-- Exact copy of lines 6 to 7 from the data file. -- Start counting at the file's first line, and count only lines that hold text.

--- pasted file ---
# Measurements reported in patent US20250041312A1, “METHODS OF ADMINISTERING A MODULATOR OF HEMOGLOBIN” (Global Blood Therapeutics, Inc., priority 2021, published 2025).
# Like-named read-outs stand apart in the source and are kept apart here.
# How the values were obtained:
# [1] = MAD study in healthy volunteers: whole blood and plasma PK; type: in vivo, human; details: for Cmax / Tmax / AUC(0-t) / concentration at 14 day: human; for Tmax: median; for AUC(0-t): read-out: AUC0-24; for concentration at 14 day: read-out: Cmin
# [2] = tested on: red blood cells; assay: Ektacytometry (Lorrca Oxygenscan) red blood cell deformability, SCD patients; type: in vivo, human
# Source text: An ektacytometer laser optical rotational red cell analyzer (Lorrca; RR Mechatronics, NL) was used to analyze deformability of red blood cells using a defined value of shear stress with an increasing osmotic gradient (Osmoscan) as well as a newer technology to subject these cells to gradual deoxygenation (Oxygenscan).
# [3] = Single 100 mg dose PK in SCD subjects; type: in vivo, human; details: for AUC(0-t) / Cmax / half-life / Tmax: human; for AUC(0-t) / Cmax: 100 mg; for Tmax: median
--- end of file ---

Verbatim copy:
# Source text: An ektacytometer laser optical rotational red cell analyzer (Lorrca; RR Mechatronics, NL) was used to analyze deformability of red blood cells using a defined value of shear stress with an increasing osmotic gradient (Osmoscan) as well as a newer technology to subject these cells to gradual deoxygenation (Oxygenscan).
# [3] = Single 100 mg dose PK in SCD subjects; type: in vivo, human; details: for AUC(0-t) / Cmax / half-life / Tmax: human; for AUC(0-t) / Cmax: 100 mg; for Tmax: median